Monty Norman, composer of the James Bond theme, dies at 94

The Bond theme was drawn on a chunk Norman had written for a proposed musical adaptation of V.S. Naipaul’s “A Home for Mr. Biswas”

The Bond theme was drawn on a chunk Norman had written for a proposed musical adaptation of V.S. Naipaul’s “A Home for Mr. Biswas”

Monty Norman, a British composer who wrote the theme tune for the James Bond movies, has died. He was 94.

A press release posted on Monday on Norman’s official web site stated: “It’s with unhappiness we share the information that Monty Norman died on eleventh July 2022 after a brief sickness.”

Born Monty Noserovitch to Jewish mother and father within the East Finish of London in 1928, Norman acquired his first guitar when he was 16. He carried out with massive bands and in a spread double act with comic Benny Hill earlier than writing songs for early British rockers Cliff Richard and Tommy Steele and composing for stage musicals together with “Make Me an Provide,” “Expresso Bongo,” “Songbook” and “Poppy.”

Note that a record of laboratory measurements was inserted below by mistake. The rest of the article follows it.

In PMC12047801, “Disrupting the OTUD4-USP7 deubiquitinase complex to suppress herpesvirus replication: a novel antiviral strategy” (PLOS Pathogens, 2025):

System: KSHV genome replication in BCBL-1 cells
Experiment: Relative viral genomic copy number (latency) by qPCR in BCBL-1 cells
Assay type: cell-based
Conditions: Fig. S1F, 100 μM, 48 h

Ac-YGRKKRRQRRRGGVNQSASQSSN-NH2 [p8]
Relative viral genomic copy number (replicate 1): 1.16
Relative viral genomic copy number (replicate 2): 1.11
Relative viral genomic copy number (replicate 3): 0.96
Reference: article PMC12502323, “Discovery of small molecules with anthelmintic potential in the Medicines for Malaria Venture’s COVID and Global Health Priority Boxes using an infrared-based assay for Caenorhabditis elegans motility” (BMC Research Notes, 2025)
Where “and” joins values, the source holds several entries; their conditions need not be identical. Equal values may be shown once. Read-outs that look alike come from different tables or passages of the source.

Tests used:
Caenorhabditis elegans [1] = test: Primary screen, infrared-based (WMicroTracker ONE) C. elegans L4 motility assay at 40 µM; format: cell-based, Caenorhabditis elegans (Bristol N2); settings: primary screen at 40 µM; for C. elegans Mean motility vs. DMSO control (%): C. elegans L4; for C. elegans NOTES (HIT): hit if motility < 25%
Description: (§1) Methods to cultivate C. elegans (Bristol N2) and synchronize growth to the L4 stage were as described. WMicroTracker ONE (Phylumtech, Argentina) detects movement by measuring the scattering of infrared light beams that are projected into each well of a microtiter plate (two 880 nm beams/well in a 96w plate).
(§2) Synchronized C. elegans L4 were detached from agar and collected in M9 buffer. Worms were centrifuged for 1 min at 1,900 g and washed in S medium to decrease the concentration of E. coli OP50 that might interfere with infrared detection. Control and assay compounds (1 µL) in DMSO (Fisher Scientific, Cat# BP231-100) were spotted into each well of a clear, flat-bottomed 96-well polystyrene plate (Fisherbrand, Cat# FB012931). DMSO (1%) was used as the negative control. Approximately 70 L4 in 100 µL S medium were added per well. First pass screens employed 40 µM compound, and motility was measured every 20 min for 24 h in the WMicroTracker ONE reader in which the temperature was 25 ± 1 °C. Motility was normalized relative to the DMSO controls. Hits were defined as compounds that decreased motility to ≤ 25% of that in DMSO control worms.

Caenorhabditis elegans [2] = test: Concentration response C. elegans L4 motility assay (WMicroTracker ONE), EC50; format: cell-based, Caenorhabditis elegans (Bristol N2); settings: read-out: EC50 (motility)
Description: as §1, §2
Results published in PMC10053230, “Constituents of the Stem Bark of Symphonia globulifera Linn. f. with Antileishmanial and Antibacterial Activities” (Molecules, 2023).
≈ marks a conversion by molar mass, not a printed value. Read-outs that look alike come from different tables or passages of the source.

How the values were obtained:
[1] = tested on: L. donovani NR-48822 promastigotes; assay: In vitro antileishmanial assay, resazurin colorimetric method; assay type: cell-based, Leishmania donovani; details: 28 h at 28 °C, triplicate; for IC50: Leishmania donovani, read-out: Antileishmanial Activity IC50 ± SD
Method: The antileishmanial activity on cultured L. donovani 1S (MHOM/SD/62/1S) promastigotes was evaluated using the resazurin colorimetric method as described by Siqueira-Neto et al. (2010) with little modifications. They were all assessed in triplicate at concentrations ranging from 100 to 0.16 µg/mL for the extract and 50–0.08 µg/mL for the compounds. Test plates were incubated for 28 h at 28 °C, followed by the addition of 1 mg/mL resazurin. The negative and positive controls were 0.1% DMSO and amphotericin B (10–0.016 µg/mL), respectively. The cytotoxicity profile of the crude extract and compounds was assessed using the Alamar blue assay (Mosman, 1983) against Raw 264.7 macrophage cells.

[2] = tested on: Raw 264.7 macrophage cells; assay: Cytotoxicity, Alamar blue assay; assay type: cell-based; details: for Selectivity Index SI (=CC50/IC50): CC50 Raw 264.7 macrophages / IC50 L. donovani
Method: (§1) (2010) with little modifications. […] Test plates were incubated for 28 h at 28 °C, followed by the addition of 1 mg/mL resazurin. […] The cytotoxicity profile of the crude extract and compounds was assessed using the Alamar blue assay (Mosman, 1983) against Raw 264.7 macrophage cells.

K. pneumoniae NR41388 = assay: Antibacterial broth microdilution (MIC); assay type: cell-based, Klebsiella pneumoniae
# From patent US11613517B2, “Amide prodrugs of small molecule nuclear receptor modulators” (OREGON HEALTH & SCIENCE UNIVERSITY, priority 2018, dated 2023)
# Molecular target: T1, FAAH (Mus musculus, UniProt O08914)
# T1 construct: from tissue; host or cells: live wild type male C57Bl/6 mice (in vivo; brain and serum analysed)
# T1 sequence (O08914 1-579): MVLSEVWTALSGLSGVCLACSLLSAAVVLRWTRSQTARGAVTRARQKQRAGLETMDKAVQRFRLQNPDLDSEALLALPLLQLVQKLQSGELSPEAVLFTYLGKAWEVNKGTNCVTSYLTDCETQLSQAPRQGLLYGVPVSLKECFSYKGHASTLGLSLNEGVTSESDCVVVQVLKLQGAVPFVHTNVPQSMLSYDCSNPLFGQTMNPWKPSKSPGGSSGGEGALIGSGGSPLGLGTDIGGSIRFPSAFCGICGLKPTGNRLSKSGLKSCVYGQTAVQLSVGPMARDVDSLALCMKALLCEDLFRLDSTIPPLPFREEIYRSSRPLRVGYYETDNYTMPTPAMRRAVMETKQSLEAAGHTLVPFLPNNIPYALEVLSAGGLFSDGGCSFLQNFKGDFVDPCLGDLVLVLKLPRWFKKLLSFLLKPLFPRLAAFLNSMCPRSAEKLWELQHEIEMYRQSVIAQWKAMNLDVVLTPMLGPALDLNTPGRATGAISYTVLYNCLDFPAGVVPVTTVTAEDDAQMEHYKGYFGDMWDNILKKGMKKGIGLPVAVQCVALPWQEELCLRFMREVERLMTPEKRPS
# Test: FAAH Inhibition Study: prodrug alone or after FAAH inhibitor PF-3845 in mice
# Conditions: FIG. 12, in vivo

Norman was employed by producer Albert “Cubby” Broccoli to compose a theme for the primary James Bond movie, “Dr. No,” launched in 1962.

He drew on a chunk he had written for a proposed musical adaptation of V.S. Naipaul’s “A Home for Mr. Biswas,” shifting the important thing riff from sitar to electrical guitar. The outcome — twangy, propulsive, menacing — has been utilized in all 25 Bond thrillers.

Producers employed composer John Barry to rearrange the theme, and Barry was extensively assumed to have written it — to Norman’s chagrin. Barry, who died in 2011, went on to compose scores for nearly a dozen Bond movies, together with “Goldfinger” and “You Solely Reside Twice.”

Norman went to courtroom to say his authorship, suing the Sunday Instances newspaper for libel over a 1997 article asserting the theme was composed by Barry. He received in 2001 and was awarded 30,000 kilos in damages.

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